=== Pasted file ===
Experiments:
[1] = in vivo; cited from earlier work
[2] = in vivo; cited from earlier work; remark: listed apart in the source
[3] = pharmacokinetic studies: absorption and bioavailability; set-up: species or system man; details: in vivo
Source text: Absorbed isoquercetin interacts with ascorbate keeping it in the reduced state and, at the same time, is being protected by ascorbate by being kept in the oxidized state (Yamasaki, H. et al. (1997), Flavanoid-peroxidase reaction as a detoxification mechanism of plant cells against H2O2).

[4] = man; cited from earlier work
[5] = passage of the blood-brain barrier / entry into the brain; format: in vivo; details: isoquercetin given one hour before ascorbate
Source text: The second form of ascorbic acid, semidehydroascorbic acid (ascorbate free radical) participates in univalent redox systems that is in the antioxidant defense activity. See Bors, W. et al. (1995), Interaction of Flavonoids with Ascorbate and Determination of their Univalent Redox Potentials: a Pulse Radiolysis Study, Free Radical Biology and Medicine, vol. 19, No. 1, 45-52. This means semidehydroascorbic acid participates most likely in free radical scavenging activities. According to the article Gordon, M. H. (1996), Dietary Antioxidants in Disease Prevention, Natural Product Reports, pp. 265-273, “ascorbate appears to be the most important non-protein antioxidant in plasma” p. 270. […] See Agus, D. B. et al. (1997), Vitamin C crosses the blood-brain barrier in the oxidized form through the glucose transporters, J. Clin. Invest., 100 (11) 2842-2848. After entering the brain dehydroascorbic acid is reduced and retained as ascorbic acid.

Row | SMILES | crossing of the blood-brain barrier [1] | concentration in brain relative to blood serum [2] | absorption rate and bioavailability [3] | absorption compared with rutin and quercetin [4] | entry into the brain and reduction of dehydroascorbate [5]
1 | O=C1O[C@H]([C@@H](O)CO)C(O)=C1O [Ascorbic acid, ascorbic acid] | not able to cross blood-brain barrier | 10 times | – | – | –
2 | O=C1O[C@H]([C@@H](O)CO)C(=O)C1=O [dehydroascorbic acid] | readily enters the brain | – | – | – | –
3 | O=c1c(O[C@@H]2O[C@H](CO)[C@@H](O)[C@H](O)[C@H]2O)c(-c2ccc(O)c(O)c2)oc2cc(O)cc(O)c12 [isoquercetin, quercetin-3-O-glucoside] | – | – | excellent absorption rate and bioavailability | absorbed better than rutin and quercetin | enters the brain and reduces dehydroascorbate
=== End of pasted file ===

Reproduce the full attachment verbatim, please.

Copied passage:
Experiments:
[1] = in vivo; cited from earlier work
[2] = in vivo; cited from earlier work; remark: listed apart in the source
[3] = pharmacokinetic studies: absorption and bioavailability; set-up: species or system man; details: in vivo
Source text: Absorbed isoquercetin interacts with ascorbate keeping it in the reduced state and, at the same time, is being protected by ascorbate by being kept in the oxidized state (Yamasaki, H. et al. (1997), Flavanoid-peroxidase reaction as a detoxification mechanism of plant cells against H2O2).

[4] = man; cited from earlier work
[5] = passage of the blood-brain barrier / entry into the brain; format: in vivo; details: isoquercetin given one hour before ascorbate
Source text: The second form of ascorbic acid, semidehydroascorbic acid (ascorbate free radical) participates in univalent redox systems that is in the antioxidant defense activity. See Bors, W. et al. (1995), Interaction of Flavonoids with Ascorbate and Determination of their Univalent Redox Potentials: a Pulse Radiolysis Study, Free Radical Biology and Medicine, vol. 19, No. 1, 45-52. This means semidehydroascorbic acid participates most likely in free radical scavenging activities. According to the article Gordon, M. H. (1996), Dietary Antioxidants in Disease Prevention, Natural Product Reports, pp. 265-273, “ascorbate appears to be the most important non-protein antioxidant in plasma” p. 270. […] See Agus, D. B. et al. (1997), Vitamin C crosses the blood-brain barrier in the oxidized form through the glucose transporters, J. Clin. Invest., 100 (11) 2842-2848. After entering the brain dehydroascorbic acid is reduced and retained as ascorbic acid.

Row | SMILES | crossing of the blood-brain barrier [1] | concentration in brain relative to blood serum [2] | absorption rate and bioavailability [3] | absorption compared with rutin and quercetin [4] | entry into the brain and reduction of dehydroascorbate [5]
1 | O=C1O[C@H]([C@@H](O)CO)C(O)=C1O [Ascorbic acid, ascorbic acid] | not able to cross blood-brain barrier | 10 times | – | – | –
2 | O=C1O[C@H]([C@@H](O)CO)C(=O)C1=O [dehydroascorbic acid] | readily enters the brain | – | – | – | –
3 | O=c1c(O[C@@H]2O[C@H](CO)[C@@H](O)[C@H](O)[C@H]2O)c(-c2ccc(O)c(O)c2)oc2cc(O)cc(O)c12 [isoquercetin, quercetin-3-O-glucoside] | – | – | excellent absorption rate and bioavailability | absorbed better than rutin and quercetin | enters the brain and reduces dehydroascorbate